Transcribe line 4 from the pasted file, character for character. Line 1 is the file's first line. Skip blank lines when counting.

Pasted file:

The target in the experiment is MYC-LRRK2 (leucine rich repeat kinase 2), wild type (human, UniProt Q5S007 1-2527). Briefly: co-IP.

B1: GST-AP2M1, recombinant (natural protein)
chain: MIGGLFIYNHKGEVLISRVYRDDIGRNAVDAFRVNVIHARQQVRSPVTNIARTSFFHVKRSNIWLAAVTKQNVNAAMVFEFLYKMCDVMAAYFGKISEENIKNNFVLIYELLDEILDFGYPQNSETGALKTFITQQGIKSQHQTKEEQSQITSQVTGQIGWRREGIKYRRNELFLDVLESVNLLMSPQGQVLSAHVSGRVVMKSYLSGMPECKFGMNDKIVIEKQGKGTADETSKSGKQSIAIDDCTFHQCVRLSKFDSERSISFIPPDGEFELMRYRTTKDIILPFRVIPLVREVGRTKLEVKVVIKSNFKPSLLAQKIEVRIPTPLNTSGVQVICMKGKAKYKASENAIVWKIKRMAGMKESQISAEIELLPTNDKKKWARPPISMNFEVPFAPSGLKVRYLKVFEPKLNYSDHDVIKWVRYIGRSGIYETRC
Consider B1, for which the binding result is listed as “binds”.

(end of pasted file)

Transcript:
Consider B1, for which the binding result is listed as “binds”.